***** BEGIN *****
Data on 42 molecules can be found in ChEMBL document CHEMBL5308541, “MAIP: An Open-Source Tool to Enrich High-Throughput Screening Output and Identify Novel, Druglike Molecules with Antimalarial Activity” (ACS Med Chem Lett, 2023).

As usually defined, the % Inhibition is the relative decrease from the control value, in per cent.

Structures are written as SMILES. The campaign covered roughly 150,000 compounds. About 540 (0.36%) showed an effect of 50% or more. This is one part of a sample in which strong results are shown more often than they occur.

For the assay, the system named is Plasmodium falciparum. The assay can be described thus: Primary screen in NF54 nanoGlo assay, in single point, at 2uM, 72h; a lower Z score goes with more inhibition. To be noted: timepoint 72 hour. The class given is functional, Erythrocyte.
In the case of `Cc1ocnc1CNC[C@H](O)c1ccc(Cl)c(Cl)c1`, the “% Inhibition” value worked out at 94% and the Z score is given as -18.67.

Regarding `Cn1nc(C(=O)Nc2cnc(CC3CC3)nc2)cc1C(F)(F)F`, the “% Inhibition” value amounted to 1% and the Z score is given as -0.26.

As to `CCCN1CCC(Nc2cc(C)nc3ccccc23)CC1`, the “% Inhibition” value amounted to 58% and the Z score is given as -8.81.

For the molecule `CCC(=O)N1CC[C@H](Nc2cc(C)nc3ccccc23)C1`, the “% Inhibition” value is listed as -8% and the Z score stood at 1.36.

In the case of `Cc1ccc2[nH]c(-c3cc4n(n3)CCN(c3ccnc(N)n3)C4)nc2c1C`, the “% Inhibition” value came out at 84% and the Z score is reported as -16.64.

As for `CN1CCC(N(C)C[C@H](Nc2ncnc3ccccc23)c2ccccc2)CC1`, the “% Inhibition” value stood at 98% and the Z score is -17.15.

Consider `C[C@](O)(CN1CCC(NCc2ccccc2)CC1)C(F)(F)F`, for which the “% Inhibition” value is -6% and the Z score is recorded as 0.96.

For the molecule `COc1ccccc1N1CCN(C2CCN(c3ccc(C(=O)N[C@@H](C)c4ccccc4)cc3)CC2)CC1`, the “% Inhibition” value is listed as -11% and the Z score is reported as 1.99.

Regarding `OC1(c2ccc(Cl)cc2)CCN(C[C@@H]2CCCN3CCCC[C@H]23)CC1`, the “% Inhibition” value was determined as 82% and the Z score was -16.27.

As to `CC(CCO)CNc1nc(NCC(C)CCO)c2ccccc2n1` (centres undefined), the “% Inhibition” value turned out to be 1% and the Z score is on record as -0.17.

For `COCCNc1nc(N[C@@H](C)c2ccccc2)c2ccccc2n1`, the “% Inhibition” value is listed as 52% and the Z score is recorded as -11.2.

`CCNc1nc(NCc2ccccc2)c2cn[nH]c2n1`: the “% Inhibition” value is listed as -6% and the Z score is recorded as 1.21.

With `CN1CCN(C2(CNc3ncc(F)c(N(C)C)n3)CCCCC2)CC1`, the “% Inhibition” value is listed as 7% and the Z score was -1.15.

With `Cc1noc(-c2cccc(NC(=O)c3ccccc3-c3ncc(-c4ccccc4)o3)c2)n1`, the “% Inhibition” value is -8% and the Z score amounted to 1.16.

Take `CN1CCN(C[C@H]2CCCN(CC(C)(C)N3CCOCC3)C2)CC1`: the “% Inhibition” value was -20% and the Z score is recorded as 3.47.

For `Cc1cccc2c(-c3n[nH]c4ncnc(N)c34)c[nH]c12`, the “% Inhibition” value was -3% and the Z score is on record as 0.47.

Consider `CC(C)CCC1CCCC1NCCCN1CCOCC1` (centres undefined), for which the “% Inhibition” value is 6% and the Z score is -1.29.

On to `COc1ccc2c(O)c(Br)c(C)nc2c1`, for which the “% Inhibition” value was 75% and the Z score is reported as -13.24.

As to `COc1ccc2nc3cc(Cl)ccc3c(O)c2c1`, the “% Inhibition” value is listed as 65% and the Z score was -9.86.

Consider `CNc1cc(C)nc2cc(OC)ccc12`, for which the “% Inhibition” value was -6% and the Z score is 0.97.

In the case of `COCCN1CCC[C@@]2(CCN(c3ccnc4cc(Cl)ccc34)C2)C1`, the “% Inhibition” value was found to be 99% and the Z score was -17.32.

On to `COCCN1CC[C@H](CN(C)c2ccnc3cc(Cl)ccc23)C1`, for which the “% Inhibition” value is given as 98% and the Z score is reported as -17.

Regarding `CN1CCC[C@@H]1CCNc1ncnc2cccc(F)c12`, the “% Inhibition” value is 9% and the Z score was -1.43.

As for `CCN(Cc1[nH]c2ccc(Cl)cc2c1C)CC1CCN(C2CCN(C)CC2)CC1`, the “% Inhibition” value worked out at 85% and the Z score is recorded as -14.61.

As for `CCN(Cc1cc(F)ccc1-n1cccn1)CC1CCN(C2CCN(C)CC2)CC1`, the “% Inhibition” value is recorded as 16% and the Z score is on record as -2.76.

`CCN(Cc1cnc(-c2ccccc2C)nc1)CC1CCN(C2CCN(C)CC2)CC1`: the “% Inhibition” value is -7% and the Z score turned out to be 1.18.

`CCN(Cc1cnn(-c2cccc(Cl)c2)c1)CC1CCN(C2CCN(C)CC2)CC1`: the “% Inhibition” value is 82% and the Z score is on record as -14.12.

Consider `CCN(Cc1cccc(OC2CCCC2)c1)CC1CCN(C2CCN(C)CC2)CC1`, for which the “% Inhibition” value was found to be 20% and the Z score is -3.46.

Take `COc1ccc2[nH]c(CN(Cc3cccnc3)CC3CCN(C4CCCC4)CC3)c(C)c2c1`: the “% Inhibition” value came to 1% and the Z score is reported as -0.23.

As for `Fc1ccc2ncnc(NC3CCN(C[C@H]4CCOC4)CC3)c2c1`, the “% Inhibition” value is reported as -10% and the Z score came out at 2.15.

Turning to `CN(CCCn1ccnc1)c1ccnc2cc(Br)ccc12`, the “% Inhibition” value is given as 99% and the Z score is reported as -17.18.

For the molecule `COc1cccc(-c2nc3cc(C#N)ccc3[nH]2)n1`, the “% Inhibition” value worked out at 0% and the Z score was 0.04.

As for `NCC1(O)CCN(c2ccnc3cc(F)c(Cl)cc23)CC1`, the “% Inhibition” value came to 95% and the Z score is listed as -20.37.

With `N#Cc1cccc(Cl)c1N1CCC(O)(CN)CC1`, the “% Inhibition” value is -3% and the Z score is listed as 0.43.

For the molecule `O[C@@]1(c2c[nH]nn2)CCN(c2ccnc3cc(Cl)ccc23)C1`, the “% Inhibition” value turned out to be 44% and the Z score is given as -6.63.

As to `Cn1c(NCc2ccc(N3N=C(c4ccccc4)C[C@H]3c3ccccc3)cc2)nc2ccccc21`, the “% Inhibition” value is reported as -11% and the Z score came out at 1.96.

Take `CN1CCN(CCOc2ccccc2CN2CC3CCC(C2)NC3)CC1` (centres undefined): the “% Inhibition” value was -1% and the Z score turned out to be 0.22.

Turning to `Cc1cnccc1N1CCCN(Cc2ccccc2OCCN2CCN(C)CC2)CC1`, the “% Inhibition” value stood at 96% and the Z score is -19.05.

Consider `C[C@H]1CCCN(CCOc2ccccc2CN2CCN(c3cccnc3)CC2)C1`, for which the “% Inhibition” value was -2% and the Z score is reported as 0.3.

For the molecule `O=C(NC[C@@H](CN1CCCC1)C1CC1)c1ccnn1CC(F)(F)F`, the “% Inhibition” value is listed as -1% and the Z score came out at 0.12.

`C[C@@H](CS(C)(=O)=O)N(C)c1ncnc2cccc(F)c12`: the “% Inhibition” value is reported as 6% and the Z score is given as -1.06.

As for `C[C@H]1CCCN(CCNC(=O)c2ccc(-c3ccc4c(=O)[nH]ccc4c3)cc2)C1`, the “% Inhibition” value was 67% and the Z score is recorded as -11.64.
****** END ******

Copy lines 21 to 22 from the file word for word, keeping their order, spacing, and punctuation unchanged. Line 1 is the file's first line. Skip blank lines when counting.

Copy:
Consider `CC(C)CCC1CCCC1NCCCN1CCOCC1` (centres undefined), for which the “% Inhibition” value is 6% and the Z score is -1.29.

On to `COc1ccc2c(O)c(Br)c(C)nc2c1`, for which the “% Inhibition” value was 75% and the Z score is reported as -13.24.